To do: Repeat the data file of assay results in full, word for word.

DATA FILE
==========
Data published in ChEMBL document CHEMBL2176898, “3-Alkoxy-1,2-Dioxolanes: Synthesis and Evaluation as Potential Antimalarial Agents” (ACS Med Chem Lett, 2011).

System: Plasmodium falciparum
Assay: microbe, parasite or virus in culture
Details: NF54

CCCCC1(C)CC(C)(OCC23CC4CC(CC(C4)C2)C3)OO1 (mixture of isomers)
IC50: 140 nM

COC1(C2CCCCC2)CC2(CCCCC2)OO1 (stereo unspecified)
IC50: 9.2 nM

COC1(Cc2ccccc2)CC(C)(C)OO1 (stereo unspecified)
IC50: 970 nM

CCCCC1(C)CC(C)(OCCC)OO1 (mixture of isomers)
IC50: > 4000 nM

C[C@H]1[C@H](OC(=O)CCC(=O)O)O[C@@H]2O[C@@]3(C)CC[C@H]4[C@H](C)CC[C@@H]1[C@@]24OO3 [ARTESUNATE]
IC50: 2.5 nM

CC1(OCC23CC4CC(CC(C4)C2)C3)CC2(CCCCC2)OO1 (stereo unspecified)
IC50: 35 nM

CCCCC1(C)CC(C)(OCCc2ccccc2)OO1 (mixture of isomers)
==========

Data published in ChEMBL document CHEMBL2176898, “3-Alkoxy-1,2-Dioxolanes: Synthesis and Evaluation as Potential Antimalarial Agents” (ACS Med Chem Lett, 2011).

System: Plasmodium falciparum
Assay: microbe, parasite or virus in culture
Details: NF54

CCCCC1(C)CC(C)(OCC23CC4CC(CC(C4)C2)C3)OO1 (mixture of isomers)
IC50: 140 nM

COC1(C2CCCCC2)CC2(CCCCC2)OO1 (stereo unspecified)
IC50: 9.2 nM

COC1(Cc2ccccc2)CC(C)(C)OO1 (stereo unspecified)
IC50: 970 nM

CCCCC1(C)CC(C)(OCCC)OO1 (mixture of isomers)
IC50: > 4000 nM

C[C@H]1[C@H](OC(=O)CCC(=O)O)O[C@@H]2O[C@@]3(C)CC[C@H]4[C@H](C)CC[C@@H]1[C@@]24OO3 [ARTESUNATE]
IC50: 2.5 nM

CC1(OCC23CC4CC(CC(C4)C2)C3)CC2(CCCCC2)OO1 (stereo unspecified)
IC50: 35 nM

CCCCC1(C)CC(C)(OCCc2ccccc2)OO1 (mixture of isomers)